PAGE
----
A pure "basis trade", namely physical vs. paper-gold implies an equivalent amount of physical gold holding offsetting the full short position on paper-gold. For example, a short position on the CME gold futures market (GC contract) would imply ownership of 100 oz. of physical gold, as this is the notional value of the future contract.
But this trade can be flexibly tailored to the particular expectations of each investor:
The pure basis trader in the position described above has no specific expectation (and hence no exposure) to the level of gold prices. His P&L will only be impacted by the moves of the premium between physical gold and paper gold. If, as assumed, financial distress increases that premium, the investor will benefit from the soaring prices of physical gold, while the price of paper-gold (of which he is short) are unlikely to rise as much since paper-gold provides no protection in that scenario (or a very weak one, conditional on the capacity and willingness of the issuer to deliver on a promise of dollar compensation, not a promise of physical gold): the holder may cross borders and buy necessities with ounces in his possession, but carrying evidence of possession of Gold ETFs or of a gold futures contract is unlikely to help.
The trader who feels that the current pricing of the "Armageddon option" is entirely justified can simply open a long position on physical gold, with no offsetting short position on paper-gold. This is in fact the position of gold bulls, who consider that the 3.5 times overstatement of accumulated inflation in current gold prices is the right price for the said option. The cost of this outright long position is of course that the P&L will bear the brunt of any gold price downturn.
Finally, the investor who feels that the Armageddon option is overpriced can simply open a short position on paper-gold and wait for gold prices to correct before acquiring physical gold. The cost here will be the risk of loss if gold price rises.
These three cases are only three discrete options for a trade that comprises an infinity of long physical gold-short paper gold positions tailored to the exact preferences and expectations of the respective investors: one can adjust the short paper gold position to any proportion of the long physical gold position, from 0% to 100%.
How to put this trade in practice?
Real gold: First and foremost, any portfolio should hold some directly accessible physical safe-haven gold. How much is a matter of judgment, but 5 to 10% is an oft-quoted range. This share is not designed for trading; it is an asset allocation decision. As such it is not price sensitive and should be held to through thick and thin.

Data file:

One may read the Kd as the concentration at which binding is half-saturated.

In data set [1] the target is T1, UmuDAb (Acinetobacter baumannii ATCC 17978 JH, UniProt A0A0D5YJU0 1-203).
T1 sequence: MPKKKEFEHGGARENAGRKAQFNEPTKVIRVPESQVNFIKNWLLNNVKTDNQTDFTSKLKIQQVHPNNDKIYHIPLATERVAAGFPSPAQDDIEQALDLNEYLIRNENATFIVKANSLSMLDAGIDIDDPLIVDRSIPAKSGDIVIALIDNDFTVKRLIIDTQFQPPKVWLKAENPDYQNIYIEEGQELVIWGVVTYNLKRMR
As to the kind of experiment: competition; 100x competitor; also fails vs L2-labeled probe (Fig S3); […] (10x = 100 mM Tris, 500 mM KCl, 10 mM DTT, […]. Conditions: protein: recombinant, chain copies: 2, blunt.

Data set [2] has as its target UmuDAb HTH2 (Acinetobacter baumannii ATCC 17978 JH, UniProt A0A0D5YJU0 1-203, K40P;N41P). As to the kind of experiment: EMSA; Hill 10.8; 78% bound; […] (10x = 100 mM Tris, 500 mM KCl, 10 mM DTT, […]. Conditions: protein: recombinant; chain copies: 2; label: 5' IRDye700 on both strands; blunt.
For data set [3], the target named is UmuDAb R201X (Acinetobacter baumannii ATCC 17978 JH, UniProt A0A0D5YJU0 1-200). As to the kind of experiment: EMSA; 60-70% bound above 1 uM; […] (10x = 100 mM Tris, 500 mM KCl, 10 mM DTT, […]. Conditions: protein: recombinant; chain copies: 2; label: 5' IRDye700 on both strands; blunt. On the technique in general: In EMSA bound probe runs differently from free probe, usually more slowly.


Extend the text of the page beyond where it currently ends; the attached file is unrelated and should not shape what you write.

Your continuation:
Paper gold: If and when the gold holder feels that prices are likely to adjust downward as gold trades as a risk-asset, paper gold can be sold short using ETFs (GLD comes to mind) or, if the brokerage account allows access to futures contracts, future contracts can be sold. As mentioned, one CME future contract is equivalent to 100 oz., so this implies a significant physical holding to offset it.
Physical gold, as the single financial asset that is no one else's liability, benefits both from the risk-asset qualities and of the safe haven one.
Paper gold is just one more IOU and as such is a risk asset but not a safe haven.
Currently, their price differs very marginally (Asian premium). Should financial strains worsen, that difference in nature between both assets is bound to widen the price difference to the benefit of the physical, hence the attraction of the basis trade above: long physical, short paper.
The advent of paper-gold has opened up gold investment to a new class of investors. This has led to a run-up of gold prices, which now price the Armageddon option very richly. The above trade allows taking a position on the price of that Armageddon option from a full long (long physical, no paper-gold short) to a full short (short paper-gold, no physical long) and all intermediate stages where the long physical position is only partially offset by the short paper-gold.
Additional disclosure: I am long physical gold and short gold futures